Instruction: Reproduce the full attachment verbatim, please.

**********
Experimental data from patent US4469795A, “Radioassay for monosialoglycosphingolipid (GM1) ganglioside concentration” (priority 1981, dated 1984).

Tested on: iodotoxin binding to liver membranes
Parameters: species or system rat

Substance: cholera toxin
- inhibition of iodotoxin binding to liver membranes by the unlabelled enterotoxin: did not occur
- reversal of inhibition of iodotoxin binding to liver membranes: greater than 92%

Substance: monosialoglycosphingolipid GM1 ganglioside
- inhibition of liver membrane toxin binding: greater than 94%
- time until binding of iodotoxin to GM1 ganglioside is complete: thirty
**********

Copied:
Experimental data from patent US4469795A, “Radioassay for monosialoglycosphingolipid (GM1) ganglioside concentration” (priority 1981, dated 1984).

Tested on: iodotoxin binding to liver membranes
Parameters: species or system rat

Substance: cholera toxin
- inhibition of iodotoxin binding to liver membranes by the unlabelled enterotoxin: did not occur
- reversal of inhibition of iodotoxin binding to liver membranes: greater than 92%

Substance: monosialoglycosphingolipid GM1 ganglioside
- inhibition of liver membrane toxin binding: greater than 94%
- time until binding of iodotoxin to GM1 ganglioside is complete: thirty